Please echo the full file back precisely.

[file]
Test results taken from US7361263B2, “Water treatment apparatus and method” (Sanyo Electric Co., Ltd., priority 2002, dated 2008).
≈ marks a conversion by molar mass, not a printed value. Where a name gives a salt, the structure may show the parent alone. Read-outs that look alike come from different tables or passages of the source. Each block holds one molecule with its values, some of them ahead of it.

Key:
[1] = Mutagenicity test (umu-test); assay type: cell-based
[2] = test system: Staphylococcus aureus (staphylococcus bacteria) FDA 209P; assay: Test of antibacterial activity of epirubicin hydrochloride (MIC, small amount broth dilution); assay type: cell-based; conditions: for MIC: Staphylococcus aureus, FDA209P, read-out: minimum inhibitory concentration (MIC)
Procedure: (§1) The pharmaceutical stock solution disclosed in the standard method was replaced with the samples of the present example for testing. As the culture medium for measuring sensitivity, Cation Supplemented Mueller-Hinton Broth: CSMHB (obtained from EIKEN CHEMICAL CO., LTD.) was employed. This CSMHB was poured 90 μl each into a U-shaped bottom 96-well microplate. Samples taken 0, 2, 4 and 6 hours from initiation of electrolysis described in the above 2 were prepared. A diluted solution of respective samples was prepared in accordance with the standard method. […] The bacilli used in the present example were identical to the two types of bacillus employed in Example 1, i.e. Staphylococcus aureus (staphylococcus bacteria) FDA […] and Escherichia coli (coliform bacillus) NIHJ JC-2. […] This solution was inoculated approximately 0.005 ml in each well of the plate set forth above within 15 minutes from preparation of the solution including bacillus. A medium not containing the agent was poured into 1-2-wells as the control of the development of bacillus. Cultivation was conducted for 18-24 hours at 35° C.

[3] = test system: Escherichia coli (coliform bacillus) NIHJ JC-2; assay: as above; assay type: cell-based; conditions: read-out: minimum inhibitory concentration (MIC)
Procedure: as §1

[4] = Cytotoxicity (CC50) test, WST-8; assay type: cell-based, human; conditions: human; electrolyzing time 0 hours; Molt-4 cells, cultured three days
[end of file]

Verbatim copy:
Test results taken from US7361263B2, “Water treatment apparatus and method” (Sanyo Electric Co., Ltd., priority 2002, dated 2008).
≈ marks a conversion by molar mass, not a printed value. Where a name gives a salt, the structure may show the parent alone. Read-outs that look alike come from different tables or passages of the source. Each block holds one molecule with its values, some of them ahead of it.

Key:
[1] = Mutagenicity test (umu-test); assay type: cell-based
[2] = test system: Staphylococcus aureus (staphylococcus bacteria) FDA 209P; assay: Test of antibacterial activity of epirubicin hydrochloride (MIC, small amount broth dilution); assay type: cell-based; conditions: for MIC: Staphylococcus aureus, FDA209P, read-out: minimum inhibitory concentration (MIC)
Procedure: (§1) The pharmaceutical stock solution disclosed in the standard method was replaced with the samples of the present example for testing. As the culture medium for measuring sensitivity, Cation Supplemented Mueller-Hinton Broth: CSMHB (obtained from EIKEN CHEMICAL CO., LTD.) was employed. This CSMHB was poured 90 μl each into a U-shaped bottom 96-well microplate. Samples taken 0, 2, 4 and 6 hours from initiation of electrolysis described in the above 2 were prepared. A diluted solution of respective samples was prepared in accordance with the standard method. […] The bacilli used in the present example were identical to the two types of bacillus employed in Example 1, i.e. Staphylococcus aureus (staphylococcus bacteria) FDA […] and Escherichia coli (coliform bacillus) NIHJ JC-2. […] This solution was inoculated approximately 0.005 ml in each well of the plate set forth above within 15 minutes from preparation of the solution including bacillus. A medium not containing the agent was poured into 1-2-wells as the control of the development of bacillus. Cultivation was conducted for 18-24 hours at 35° C.

[3] = test system: Escherichia coli (coliform bacillus) NIHJ JC-2; assay: as above; assay type: cell-based; conditions: read-out: minimum inhibitory concentration (MIC)
Procedure: as §1

[4] = Cytotoxicity (CC50) test, WST-8; assay type: cell-based, human; conditions: human; electrolyzing time 0 hours; Molt-4 cells, cultured three days